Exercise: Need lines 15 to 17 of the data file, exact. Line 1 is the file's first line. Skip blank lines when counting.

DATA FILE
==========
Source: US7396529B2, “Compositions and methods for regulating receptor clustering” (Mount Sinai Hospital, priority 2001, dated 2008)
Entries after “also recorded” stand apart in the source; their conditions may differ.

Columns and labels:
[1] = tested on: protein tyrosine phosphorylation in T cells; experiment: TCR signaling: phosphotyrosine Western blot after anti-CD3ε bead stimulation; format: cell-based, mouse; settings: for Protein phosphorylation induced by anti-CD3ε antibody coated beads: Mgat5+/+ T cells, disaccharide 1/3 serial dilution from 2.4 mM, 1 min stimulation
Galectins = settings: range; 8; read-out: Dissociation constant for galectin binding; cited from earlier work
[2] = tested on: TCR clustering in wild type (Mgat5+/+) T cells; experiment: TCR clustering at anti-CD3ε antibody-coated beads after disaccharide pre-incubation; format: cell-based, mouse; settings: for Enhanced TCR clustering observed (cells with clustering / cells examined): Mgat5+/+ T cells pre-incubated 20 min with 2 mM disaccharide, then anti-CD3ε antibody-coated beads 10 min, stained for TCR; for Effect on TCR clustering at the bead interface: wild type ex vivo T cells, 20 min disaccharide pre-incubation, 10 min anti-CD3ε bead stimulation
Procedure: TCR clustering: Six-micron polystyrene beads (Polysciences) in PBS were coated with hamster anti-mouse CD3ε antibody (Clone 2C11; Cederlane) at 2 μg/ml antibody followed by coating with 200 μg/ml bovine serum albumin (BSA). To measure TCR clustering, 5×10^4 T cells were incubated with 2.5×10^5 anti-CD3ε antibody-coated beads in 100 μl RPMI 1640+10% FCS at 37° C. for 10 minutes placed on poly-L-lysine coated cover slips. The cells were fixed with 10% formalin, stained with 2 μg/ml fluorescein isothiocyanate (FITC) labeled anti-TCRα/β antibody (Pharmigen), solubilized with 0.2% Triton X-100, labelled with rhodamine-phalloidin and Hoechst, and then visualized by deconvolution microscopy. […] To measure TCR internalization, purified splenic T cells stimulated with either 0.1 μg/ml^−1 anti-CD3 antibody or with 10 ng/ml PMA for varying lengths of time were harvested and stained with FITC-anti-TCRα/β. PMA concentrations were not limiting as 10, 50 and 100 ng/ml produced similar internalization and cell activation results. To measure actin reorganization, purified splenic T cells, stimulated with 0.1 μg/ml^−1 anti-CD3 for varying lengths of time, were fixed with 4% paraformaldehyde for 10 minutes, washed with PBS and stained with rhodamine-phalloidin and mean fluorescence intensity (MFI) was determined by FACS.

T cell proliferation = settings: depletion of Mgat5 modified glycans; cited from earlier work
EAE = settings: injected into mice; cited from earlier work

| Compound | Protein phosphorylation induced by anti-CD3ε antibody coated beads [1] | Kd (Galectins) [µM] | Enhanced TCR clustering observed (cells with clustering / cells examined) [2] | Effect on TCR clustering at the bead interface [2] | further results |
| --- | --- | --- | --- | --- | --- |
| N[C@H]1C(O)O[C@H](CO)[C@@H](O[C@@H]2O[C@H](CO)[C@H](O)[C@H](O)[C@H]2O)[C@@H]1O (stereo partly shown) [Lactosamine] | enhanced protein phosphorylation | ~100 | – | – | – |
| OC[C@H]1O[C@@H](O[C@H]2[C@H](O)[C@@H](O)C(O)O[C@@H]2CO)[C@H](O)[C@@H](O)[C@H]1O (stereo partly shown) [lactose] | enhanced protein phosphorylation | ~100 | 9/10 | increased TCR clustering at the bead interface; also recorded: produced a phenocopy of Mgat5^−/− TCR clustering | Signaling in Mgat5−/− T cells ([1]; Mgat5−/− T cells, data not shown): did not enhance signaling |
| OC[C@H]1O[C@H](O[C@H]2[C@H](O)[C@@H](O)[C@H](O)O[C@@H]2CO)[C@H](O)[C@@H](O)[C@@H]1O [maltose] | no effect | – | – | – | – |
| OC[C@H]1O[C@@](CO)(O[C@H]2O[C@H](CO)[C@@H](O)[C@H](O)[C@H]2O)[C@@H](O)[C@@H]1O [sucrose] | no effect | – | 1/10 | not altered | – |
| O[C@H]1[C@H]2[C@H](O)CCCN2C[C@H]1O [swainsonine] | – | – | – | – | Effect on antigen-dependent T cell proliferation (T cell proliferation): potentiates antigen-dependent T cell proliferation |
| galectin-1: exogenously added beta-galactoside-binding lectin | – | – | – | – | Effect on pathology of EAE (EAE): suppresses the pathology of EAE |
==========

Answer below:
| OC[C@H]1O[C@@](CO)(O[C@H]2O[C@H](CO)[C@@H](O)[C@H](O)[C@H]2O)[C@@H](O)[C@@H]1O [sucrose] | no effect | – | 1/10 | not altered | – |
| O[C@H]1[C@H]2[C@H](O)CCCN2C[C@H]1O [swainsonine] | – | – | – | – | Effect on antigen-dependent T cell proliferation (T cell proliferation): potentiates antigen-dependent T cell proliferation |
| galectin-1: exogenously added beta-galactoside-binding lectin | – | – | – | – | Effect on pathology of EAE (EAE): suppresses the pathology of EAE |